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Private Sector Training and its Impact on the Earnings of Young Workers


  • Lisa M. Lynch


While there have been numerous studies devoted to examining the impact of governmental training programs on workers who? have experienced difficulties in the labor market, there has been remarkably little research on the actual occurrence and consequences of training provided by the private sector in the U.S .. Using data from the new National Longitudinal Survey youth cohort, this paper analyzes how personal characteristics including employment histories, and local demand conditions determine the probability of receiving training and its effect on wages and wage growth of young workers. More specifically, some of the issues addressed here include the relative importance of training and tenure for wage determination and the rate of return to company provided training compared to the rate of return to training received outside the firm and schooling. The portability of company training from employer to employer and the existence of differentials in the returns to training by union status, race and sex are also investigated.

Suggested Citation

  • Lisa M. Lynch, 1989. "Private Sector Training and its Impact on the Earnings of Young Workers," NBER Working Papers 2872, National Bureau of Economic Research, Inc.
  • Handle: RePEc:nbr:nberwo:2872
    Note: LS

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    References listed on IDEAS

    1. Gary Burtless, 1983. "Why Is Insured Unemployment So Low?," Brookings Papers on Economic Activity, Economic Studies Program, The Brookings Institution, vol. 14(1), pages 225-254.
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    Cited by:

    1. Lisa M. Lynch, 2004. "Development Intermediaries and the Training of Low-Wage Workers," NBER Chapters,in: Emerging Labor Market Institutions for the Twenty-First Century, pages 293-314 National Bureau of Economic Research, Inc.
    2. Guido Imbens & Lisa Lynch, 2006. "Re-employment probabilities over the business cycle," Portuguese Economic Journal, Springer;Instituto Superior de Economia e Gestao, vol. 5(2), pages 111-134, August.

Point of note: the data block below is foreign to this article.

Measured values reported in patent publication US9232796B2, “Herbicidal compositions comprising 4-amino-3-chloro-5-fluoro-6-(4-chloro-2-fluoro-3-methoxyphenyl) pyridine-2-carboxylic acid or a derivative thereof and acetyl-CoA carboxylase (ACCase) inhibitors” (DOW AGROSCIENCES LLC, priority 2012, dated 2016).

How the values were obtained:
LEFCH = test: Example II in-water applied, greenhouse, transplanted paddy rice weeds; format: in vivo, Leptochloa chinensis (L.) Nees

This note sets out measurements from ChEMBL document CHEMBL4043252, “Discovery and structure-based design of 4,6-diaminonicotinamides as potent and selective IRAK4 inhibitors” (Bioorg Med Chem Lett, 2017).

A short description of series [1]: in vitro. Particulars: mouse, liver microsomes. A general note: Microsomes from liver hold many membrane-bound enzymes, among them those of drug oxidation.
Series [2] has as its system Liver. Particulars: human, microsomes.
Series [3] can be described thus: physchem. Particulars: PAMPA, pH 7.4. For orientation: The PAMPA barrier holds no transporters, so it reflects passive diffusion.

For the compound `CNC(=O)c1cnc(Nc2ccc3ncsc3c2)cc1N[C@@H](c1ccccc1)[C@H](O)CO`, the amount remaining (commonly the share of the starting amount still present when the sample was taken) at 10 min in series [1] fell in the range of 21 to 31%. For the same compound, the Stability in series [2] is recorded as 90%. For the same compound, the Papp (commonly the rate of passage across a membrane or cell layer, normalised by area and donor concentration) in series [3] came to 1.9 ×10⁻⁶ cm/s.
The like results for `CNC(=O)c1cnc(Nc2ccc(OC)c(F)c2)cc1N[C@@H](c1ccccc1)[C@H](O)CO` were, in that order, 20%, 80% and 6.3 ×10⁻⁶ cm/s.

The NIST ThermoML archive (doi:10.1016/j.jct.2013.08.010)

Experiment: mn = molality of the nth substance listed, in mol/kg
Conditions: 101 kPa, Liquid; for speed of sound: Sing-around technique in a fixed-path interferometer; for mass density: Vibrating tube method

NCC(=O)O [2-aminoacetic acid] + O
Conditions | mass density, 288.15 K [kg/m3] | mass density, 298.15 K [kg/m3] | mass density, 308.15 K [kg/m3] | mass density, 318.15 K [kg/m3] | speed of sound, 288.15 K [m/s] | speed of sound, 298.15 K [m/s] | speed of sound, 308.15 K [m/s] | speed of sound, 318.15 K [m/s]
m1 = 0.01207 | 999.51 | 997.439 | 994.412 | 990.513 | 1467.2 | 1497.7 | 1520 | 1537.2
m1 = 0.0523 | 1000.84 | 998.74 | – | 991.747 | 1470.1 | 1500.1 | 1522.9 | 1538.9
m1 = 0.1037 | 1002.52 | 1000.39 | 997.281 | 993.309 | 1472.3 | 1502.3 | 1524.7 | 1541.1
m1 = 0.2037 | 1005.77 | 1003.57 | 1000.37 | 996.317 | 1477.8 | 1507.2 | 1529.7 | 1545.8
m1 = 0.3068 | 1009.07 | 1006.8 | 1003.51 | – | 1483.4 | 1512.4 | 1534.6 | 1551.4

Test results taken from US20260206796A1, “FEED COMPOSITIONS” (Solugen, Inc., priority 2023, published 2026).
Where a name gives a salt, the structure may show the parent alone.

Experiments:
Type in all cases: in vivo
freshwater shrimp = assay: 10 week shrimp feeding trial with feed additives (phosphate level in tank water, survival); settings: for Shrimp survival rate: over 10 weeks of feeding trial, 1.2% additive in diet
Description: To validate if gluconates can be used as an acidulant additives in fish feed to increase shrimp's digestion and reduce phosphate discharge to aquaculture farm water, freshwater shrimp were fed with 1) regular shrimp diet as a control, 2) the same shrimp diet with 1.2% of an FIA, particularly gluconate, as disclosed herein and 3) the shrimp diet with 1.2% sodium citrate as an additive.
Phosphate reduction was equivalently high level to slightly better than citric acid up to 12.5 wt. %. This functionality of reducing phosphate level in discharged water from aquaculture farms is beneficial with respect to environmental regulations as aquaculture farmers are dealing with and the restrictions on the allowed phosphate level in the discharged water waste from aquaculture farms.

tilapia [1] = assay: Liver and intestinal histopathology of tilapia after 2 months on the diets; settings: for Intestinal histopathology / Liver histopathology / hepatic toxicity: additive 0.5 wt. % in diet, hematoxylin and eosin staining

3. Budría, Santiago & Pereira, Pedro T., 2008. "The Contribution of Vocational Training to Employment, Job-Related Skills and Productivity: Evidence from Madeira Island," IZA Discussion Papers 3462, Institute for the Study of Labor (IZA).
    4. Stephen E. Baldwin, 1990. "Employment futures: Reorganization, dislocation, and public policy, by Paul Osterman. New York: Oxford University Press, 1988. 207 pp. Price: $24.95 cloth," Journal of Policy Analysis and Management, John Wiley & Sons, Ltd., vol. 9(2), pages 277-279.
    5. Ann P. Bartel, 1992. "Training, Wage Growth and Job Performance: Evidence From a Company Database," NBER Working Papers 4027, National Bureau of Economic Research, Inc.
    6. Alba, Alfonso, 1991. "Formal trainning, temporary, contracts, productivity and wages in Spain," UC3M Working papers. Economics 2806, Universidad Carlos III de Madrid. Departamento de Economía.
    7. Ann P. Bartel, 1991. "Productivity Gains From the Implementation of Employee Training Programs," NBER Working Papers 3893, National Bureau of Economic Research, Inc.
    8. Ann P. Bartel, 1989. "Formal Employee Training Programs and Their Impact on Labor Produc- tivity: Evidence from a Human Resources Survey," NBER Working Papers 3026, National Bureau of Economic Research, Inc.

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